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Structural basis for action by diverse antidepressants on biogenic amine transporters


The biogenic amine transporters (BATs) regulate endogenous neurotransmitter concentrations and are targets for a broad range of therapeutic agents including selective serotonin reuptake inhibitors (SSRIs), serotonin–noradrenaline reuptake inhibitors (SNRIs) and tricyclic antidepressants (TCAs)1,2. Because eukaryotic BATs are recalcitrant to crystallographic analysis, our understanding of the mechanism of these inhibitors and antidepressants is limited. LeuT is a bacterial homologue of BATs and has proven to be a valuable paradigm for understanding relationships between their structure and function3. However, because only approximately 25% of the amino acid sequence of LeuT is in common with that of BATs, and as LeuT is a promiscuous amino acid transporter4, it does not recapitulate the pharmacological properties of BATs. Indeed, SSRIs and TCAs bind in the extracellular vestibule of LeuT5,6,7 and act as non-competitive inhibitors of transport5. By contrast, multiple studies demonstrate that both TCAs and SSRIs are competitive inhibitors for eukaryotic BATs and bind to the primary binding pocket8,9,10,11,12,13,14,15,16. Here we engineered LeuT to harbour human BAT-like pharmacology by mutating key residues around the primary binding pocket. The final LeuBAT mutant binds the SSRI sertraline with a binding constant of 18 nM and displays high-affinity binding to a range of SSRIs, SNRIs and a TCA. We determined 12 crystal structures of LeuBAT in complex with four classes of antidepressants. The chemically diverse inhibitors have a remarkably similar mode of binding in which they straddle transmembrane helix (TM) 3, wedge between TM3/TM8 and TM1/TM6, and lock the transporter in a sodium- and chloride-bound outward-facing open conformation. Together, these studies define common and simple principles for the action of SSRIs, SNRIs and TCAs on BATs.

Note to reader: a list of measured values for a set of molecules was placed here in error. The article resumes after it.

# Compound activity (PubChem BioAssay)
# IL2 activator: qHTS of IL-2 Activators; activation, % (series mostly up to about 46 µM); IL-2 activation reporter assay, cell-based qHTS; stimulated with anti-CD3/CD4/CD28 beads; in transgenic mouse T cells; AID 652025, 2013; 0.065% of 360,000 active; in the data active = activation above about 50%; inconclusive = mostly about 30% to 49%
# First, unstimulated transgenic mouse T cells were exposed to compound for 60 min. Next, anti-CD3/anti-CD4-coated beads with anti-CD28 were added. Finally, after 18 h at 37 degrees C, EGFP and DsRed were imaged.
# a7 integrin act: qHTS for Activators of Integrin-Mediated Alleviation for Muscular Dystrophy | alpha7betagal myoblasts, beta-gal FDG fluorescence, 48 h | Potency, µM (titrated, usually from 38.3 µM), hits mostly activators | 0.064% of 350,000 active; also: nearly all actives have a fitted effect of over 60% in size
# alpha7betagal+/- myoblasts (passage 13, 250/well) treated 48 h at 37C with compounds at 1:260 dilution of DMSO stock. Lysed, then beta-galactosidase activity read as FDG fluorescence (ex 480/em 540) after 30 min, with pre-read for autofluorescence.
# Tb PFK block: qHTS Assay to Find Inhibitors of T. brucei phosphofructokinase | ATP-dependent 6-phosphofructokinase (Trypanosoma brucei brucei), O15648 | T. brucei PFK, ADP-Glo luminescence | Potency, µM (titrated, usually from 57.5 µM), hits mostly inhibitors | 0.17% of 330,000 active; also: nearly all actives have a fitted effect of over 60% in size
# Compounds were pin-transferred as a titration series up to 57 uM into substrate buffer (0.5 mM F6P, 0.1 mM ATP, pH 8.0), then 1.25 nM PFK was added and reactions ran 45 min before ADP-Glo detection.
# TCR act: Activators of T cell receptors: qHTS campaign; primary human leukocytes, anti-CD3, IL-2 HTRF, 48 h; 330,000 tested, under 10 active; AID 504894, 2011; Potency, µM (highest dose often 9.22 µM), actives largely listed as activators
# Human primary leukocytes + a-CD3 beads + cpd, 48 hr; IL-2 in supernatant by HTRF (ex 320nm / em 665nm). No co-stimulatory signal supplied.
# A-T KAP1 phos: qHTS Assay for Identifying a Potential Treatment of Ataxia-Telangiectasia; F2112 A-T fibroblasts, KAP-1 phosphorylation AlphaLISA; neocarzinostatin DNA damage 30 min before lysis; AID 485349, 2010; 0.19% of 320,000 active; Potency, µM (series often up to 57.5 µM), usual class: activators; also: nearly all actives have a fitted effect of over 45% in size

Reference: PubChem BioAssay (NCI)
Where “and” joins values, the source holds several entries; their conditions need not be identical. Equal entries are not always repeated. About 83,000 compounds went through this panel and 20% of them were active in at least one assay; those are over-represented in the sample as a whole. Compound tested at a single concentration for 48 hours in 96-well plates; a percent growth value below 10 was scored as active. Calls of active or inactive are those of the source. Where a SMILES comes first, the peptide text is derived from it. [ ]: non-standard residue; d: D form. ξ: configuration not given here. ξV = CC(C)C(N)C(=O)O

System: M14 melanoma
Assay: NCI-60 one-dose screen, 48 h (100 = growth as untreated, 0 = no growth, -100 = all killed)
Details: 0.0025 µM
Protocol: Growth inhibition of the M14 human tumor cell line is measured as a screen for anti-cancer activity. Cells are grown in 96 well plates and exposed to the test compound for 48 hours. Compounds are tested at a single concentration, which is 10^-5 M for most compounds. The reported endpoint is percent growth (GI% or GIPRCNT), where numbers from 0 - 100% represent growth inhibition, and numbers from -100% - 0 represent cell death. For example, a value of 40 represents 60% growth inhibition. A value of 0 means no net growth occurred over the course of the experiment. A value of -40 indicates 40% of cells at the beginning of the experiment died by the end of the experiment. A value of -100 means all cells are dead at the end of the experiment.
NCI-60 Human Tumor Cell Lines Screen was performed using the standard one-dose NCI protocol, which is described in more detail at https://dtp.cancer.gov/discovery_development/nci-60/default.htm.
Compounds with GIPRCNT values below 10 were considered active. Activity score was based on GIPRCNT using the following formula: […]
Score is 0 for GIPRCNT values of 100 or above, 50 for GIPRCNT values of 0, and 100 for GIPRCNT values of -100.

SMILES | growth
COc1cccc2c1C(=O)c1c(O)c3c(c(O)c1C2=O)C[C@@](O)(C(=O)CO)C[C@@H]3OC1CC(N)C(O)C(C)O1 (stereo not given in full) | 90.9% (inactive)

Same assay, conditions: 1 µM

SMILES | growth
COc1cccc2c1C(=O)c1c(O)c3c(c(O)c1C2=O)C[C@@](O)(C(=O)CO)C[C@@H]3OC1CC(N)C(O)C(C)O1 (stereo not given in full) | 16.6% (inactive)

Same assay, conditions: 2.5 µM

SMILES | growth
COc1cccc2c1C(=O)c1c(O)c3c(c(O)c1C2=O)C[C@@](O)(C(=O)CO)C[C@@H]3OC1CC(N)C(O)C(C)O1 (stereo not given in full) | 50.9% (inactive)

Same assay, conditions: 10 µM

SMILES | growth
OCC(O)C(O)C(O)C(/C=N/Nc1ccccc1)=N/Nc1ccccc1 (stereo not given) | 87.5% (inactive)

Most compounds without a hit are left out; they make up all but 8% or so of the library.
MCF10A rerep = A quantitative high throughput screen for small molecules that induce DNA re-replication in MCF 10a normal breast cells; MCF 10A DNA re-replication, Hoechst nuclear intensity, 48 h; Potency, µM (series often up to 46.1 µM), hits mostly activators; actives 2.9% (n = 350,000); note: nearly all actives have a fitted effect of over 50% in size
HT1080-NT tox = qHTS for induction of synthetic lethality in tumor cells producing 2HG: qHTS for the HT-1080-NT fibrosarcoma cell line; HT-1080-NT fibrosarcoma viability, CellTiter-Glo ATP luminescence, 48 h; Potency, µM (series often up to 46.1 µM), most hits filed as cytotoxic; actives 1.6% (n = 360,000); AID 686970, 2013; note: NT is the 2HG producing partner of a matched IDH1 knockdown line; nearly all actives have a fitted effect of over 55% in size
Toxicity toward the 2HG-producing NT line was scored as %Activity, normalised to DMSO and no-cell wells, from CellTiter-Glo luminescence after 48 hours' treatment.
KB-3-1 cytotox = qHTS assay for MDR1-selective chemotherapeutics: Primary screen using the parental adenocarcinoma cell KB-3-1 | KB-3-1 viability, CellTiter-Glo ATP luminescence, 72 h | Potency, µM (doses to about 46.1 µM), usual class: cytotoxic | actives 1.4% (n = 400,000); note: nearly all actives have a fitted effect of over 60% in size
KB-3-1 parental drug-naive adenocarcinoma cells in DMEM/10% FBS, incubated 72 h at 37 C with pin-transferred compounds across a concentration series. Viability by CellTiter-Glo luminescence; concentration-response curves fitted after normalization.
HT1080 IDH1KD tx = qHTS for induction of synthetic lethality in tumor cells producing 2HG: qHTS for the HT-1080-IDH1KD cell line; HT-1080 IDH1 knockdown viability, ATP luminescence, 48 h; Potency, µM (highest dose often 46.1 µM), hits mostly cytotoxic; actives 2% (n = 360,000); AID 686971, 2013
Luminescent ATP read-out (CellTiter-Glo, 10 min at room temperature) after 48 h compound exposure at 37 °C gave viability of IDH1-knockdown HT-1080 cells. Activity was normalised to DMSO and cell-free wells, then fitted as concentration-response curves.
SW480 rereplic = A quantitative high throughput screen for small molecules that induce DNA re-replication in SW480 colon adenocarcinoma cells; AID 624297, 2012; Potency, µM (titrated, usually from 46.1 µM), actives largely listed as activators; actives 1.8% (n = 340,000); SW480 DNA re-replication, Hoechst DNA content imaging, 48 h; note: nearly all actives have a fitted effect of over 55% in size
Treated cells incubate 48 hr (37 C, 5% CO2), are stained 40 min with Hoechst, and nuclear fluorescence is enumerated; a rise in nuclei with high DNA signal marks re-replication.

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Figure 1: LeuBAT design and pharmacology.
Figure 2: LeuBAT Δ13–sertraline complex adopts an outward-facing open conformation.
Figure 3: SSRIs, SNRIs, TCA and mazindol share similar binding features.
Figure 4: Implication for drug binding in human SERT and validation by mutational studies.

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We thank J. Michel for help in binding experiments, D. Claxton for comments and L. Vaskalis for assistance with illustrations. We also thank the beamline staff at the Advanced Light Source (beamlines 8.2.1 and 5.0.2) and Advanced Photon Source (Argonne National Laboratory, beamlines 24-ID-C and 24-ID-E). H.W. also thanks the presenters at 2012 CCP4/APS summer school for useful lectures and tutorials. This work was supported by the National Institutes of Health. E.G. is an Investigator with the Howard Hughes Medical Institute.

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Authors and Affiliations



H.W. and E.G. designed the research; H.W., A.G. and R.R. performed protein expression and purification; H.W., A.G., K.H.W. and A.P. carried out ligand-binding and flux experiments; H.W. conducted crystallization and structure determination; H.W. and E.G. wrote the manuscript together with comments from all authors.

Corresponding author

Correspondence to Eric Gouaux.

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Competing interests

The authors declare no competing financial interests.

Additional information

Coordinates and structure factors for the LeuBAT Δ13-paroxetine, Δ13-sertraline, Δ13-duloxetine, Δ13-desvenlafaxine, Δ13-fluoxetine, Δ13-fluvoxamine, Δ13-clomipramine, Δ6-sertraline, Δ6-desvenlafaxine, Δ6-duloxetine, Δ6-mazindol and Δ5-mazindol crystal structures have been deposited in the Protein Data Bank with codes 4MM4, 4MM5, 4MM6, 4MM7, 4MM8, 4MM9, 4MMA, 4MMB, 4MMC, 4MMD, 4MME and 4MMF, respectively.

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This file contains Supplementary Figures 1-10 and Supplementary Tables 1-4. (PDF 1782 kb)

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Wang, H., Goehring, A., Wang, K. et al. Structural basis for action by diverse antidepressants on biogenic amine transporters. Nature 503, 141–145 (2013).

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